Football: FA's threat to take games away from Wembley

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The Independent Online
WEMBLEY, an institution revered throughout the world if not entirely appreciated by all those who spectate from its stands, could be about to lose the FA Cup final and England internationals. The Football Association has threatened to play its showpiece matches elsewhere unless the current contract, which runs until 2002, is renegotiated.

The FA's complaint, triggered by Wembley's separate negotiations with potential sponsors and advertisers, is that it receives no money from perimeter hoardings, programme sales, refreshments, bars or car parking. It also gets only around one-third of the gate receipts and television contracts.

Trevor Phillips, the FA's commercial director, said: 'We mean business. We have told them we are preparing to walk.' The destination could either be Old Trafford or Twickenham.

The FA Cup final has been played at Wembley since 1923 and it has also hosted international matches for 70 years. England were to use Wembley as their home ground during the 1996 European Championship finals, but that may now be under threat.

David Bloomfield, the FA spokesman, said: 'We think the contract is unfair as it stands but it is not our style to rip up contracts. We hope common sense will prevail and it will be reviewed.'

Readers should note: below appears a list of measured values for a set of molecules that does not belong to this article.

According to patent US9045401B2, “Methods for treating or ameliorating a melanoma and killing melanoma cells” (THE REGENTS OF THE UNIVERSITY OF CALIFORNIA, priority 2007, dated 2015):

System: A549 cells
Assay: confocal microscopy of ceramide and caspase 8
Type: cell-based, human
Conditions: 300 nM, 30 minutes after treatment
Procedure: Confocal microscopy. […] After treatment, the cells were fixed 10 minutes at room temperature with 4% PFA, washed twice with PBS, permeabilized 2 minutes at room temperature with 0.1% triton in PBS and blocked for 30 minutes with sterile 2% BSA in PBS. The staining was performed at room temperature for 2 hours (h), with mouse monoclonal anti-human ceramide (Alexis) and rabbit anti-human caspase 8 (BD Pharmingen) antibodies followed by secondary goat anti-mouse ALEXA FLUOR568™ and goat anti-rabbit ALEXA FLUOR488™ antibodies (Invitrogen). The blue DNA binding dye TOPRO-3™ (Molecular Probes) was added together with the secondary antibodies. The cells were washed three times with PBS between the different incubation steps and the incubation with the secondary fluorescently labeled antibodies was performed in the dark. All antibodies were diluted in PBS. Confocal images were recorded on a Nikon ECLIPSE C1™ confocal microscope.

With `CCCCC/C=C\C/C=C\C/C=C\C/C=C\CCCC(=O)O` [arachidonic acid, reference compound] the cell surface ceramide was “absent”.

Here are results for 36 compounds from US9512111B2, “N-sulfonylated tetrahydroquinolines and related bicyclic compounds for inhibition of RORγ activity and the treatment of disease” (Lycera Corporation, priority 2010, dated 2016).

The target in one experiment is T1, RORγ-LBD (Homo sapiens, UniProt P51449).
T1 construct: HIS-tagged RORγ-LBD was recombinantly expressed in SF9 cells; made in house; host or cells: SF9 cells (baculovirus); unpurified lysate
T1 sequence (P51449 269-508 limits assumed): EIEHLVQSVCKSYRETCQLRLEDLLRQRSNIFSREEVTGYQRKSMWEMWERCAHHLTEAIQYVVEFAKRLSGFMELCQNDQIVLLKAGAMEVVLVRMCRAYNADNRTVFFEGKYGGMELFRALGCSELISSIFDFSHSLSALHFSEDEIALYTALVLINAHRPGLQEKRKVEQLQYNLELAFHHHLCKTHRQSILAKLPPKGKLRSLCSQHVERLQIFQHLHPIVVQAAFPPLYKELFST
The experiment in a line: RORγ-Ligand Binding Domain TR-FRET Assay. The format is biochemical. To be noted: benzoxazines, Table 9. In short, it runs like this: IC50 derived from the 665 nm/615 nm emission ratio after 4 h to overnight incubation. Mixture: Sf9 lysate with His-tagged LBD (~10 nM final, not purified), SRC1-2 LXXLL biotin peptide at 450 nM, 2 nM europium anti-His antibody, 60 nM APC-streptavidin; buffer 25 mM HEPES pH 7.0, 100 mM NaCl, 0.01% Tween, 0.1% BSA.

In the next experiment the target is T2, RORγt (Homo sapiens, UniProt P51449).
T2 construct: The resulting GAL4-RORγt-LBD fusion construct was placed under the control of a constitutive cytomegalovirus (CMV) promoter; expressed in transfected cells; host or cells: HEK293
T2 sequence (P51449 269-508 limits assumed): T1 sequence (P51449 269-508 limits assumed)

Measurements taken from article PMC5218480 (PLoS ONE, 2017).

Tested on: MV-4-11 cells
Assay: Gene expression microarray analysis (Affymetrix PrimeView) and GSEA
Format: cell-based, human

The Wembley chairman, Sir Brian Wolfson, said: 'Wembley has a contract with the FA to the year 2002 and it intends to honour that contract in every detail. We are partners with the FA and believe that our conversations should be conducted across the board table rather than through the media.'

Old Trafford has also been mooted and the Manchester United manager, Alex Ferguson, said yesterday: 'England would be very welcome and if we do become the international home it would help to enable us to speed up the plans to enlarge the stadium.'

The Football League is considering moving the entire Endsleigh League First Division programme from Saturday to Sunday on the last day of the campaign. The change is planned so that, with promotion and relegation issues likely to be hanging in the balance, clubs whose games are televised on Sunday will not have an unfair advantage over those playing the previous day.

Alan Ball, the Southampton manager, yesterday paid pounds 250,000 for the Swindon striker, Craig Maskell.

Newcastle are trying to sign the Feyenoord central defender, Ulrich van Gobbel. The Rotterdam club value the

23-year-old Dutch international at pounds 1.3m, some pounds 600,000 more than Newcastle have so far offered.

One defender who did move yesterday was Dundee United's John Clark, who joined Stoke City for pounds 150,000.

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